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Re Jane by Patricia Park

Re JaneSummer would not be complete without the recommendation of one "light but literary" reading pick. Re Jane, by Patricia Park, is just such a book. Set in New York at the beginning of the 21st century, Re Jane is a clever spin on Charlotte Bronte's Jane Eyre. Like its Victorian counterpart, this novel features an orphan of doubtful lineage--Jane Re. The offspring of an American father and a Korean mother, she is being raised by her Korean uncle and aunt in Flushing, Queens.

All her life, Jane has worked in her Uncle Sang's grocery store grocery under his strict supervision. Just as diligently, she has sought an escape out of her insular community.

After the dot-com crash, an opportunity to work in a prestigious company is rescinded. Jane's ticket out comes via an ad for a nanny. Despite the disapproval of her family for what they consider a menial job, Jane leaps at the chance to leave home and live in Brooklyn.

Initially, her new job seems ideal. Her young charge, Devin, is a friendly Chinese girl adopted by academics, Ed Farley and Beth Mazur. Ed is younger than Beth, a man whose working class roots sharply contrast with those of his wife. He is both seductive and brooding--our latter-day Rochester. Beth is a women's studies scholar, a woman who writes obtuse articles, such as "Wanting a Piece of Fanny: Male Dominance and Violation in Jane Austen's 'Mansfield Park.'" She is well-meaning but humorless, prone to extreme views on organic foods and women's issues. In short, she is a parody of a liberal academic.

Nonetheless, Beth is warm and nurturing toward Jane. Their nightly, scholarly chats in her dusty, cavernous attic office (the madwoman in the attic) are both amusing and edifying. Here, Jane is exposed to a literature and culture alien to her upbringing, but ultimately, necessary to her emotional growth.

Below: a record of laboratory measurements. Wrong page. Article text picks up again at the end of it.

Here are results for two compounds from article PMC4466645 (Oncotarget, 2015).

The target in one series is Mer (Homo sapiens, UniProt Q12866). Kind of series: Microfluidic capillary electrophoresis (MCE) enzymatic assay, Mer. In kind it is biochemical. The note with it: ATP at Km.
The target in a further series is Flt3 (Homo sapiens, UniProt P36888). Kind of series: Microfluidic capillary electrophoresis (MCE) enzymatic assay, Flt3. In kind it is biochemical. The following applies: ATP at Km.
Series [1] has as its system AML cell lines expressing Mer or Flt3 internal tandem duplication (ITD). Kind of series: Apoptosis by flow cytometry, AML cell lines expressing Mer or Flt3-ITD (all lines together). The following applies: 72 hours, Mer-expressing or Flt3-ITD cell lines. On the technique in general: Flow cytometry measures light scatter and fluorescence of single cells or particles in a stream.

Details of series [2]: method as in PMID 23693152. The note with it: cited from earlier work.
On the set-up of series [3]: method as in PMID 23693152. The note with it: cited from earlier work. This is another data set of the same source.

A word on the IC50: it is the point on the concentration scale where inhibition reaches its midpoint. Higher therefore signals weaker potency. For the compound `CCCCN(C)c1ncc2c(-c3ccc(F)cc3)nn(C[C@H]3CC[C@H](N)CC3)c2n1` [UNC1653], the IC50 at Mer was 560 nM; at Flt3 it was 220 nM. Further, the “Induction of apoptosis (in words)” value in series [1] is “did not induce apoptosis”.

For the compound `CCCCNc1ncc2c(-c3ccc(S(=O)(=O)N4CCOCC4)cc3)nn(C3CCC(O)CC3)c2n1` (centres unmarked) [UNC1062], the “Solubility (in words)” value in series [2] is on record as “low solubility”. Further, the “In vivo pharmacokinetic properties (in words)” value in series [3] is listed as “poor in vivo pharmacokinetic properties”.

It would have been so easy to write them off, Jane reflects. Beth Mazer, with her hairy armpits and her complete lack of social grace. Ed Farley, gruff and a little cold, and probably ten years (Beth's) junior. Their daughter, Devon, a half-pint-size imitation of her mother, even though she was Chinese...I suddenly pictured myself living with them, being taken into the fold.

Over time, the midnight snacks provided by Ed (snacks of "forbidden foods") coupled with their feelings of class alienation, make for a fast friendship. He becomes the first adult to whom Jane can confide. Over the months, Ed begins to poke fun at his eccentric wife. Similarly, the reader, as does Jane, sees fissures in their relationship.

Of course, Jane is an unreliable narrator. She is a very innocent 22 year old and completely taken in by Ed's charms. Like most young adults, she cannot see beyond her strong emotions nor is she able to project the consequences of her actions. Patricia Park is adept at getting into the mind of a young woman on her own for the first time. Similarly, she candidly depicts what it feels like to be "the other" --whether that is an adolescent searching for acceptance or an immigrant grocer navigating an alien culture.

Re Jane is an engaging Bildungsroman that captures the essence of what it meant to be young and different in the shadow of 9/11. It takes a long time for Jane to understand her quarrelsome uncle and even longer for her (and the reader) to realize that he truly loves her. Like Jane, the reader comes to differentiate between the people who are truly decent from those who are not.

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